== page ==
The government of the Ivory Coast earlier this year banned creams used to lighten skin due to a series of potential health complications.
According to a report by Paris-based news agency AFP, however, Ivorians continue to use the potentially dangerous products despite the risks.
The products in question often contain mercury, steroids, vitamin A or elevated levels of hydroquinone, and can cause white spots, acne, or -- with excessive use -- high blood pressure and diabetes. Hydroquinone, in particular, is considered a potential carcinogen and is banned in Europe as skin-lightening agent.
The Ivory Coast ban, enacted in April, could result in fines of up to $585 for violators, but businesses nevertheless continue to advertise and sell the products.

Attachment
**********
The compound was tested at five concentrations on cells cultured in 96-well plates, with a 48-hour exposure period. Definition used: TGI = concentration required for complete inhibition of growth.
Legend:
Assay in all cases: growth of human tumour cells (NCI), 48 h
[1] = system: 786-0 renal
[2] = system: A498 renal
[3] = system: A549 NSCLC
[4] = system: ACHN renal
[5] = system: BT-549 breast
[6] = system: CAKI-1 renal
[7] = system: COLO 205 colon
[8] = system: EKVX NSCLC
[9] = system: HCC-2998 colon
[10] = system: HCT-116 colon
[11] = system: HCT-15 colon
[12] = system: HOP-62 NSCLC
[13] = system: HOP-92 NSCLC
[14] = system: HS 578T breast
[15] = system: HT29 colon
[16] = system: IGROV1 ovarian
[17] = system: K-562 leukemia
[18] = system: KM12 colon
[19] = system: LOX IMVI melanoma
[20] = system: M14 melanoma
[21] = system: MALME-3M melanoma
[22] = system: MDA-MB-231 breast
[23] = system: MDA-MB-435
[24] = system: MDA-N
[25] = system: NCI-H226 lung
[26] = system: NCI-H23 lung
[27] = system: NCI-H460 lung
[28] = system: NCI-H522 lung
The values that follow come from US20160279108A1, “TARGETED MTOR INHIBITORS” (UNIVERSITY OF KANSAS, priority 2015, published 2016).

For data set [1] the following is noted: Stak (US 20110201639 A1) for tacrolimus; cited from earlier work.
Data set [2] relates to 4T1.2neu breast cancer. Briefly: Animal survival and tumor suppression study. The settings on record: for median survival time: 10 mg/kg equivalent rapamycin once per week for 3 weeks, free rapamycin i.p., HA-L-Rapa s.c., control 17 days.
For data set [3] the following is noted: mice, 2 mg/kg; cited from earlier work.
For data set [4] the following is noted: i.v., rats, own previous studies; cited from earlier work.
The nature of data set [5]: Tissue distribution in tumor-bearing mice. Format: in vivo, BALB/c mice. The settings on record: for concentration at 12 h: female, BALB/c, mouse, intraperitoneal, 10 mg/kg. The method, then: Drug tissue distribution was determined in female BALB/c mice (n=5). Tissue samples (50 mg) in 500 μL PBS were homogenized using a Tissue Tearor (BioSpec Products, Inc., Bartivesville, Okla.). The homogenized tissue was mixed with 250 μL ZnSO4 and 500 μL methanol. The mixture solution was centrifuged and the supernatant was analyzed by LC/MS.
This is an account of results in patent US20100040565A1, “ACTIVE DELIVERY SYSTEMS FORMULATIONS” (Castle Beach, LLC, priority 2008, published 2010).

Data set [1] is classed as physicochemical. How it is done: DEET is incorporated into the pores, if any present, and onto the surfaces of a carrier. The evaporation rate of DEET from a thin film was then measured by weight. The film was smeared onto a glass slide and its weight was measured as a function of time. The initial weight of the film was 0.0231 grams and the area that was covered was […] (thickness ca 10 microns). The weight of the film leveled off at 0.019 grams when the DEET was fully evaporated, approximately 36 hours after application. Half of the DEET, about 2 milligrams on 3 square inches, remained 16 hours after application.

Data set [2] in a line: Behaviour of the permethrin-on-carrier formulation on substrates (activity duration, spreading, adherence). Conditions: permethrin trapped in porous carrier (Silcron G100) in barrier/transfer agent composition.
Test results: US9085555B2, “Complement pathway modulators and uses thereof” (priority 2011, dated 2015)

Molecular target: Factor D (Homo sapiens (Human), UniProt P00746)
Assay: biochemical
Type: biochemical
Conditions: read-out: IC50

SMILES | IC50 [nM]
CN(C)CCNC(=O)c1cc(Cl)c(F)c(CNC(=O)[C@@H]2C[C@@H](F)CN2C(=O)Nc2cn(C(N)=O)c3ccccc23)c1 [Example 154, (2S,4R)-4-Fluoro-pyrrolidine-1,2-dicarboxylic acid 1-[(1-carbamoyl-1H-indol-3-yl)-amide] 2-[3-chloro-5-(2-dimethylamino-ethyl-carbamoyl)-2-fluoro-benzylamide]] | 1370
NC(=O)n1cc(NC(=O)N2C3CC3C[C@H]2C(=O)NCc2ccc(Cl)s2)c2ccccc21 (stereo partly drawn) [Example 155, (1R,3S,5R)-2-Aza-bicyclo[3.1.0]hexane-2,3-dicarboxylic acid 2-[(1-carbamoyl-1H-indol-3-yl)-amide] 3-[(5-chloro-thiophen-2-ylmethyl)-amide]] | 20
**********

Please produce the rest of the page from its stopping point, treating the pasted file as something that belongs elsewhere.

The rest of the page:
One executive for an Ivorian cosmetics company told AFP that people would attempt to make the creams on their own if they were pulled off store shelves.
"At least we know the composition," the executive said.
Ivorian health officials say that they'll work to raise awareness of the dangers of such creams before moving onto enforcement. Authorities, however, could face problems overcoming beauty standards in the West African nation that favor lighter skin tones.
"It's men that push women to become lighter," Marie-Grace Amani, who's lightened her skin for four years, told AFP.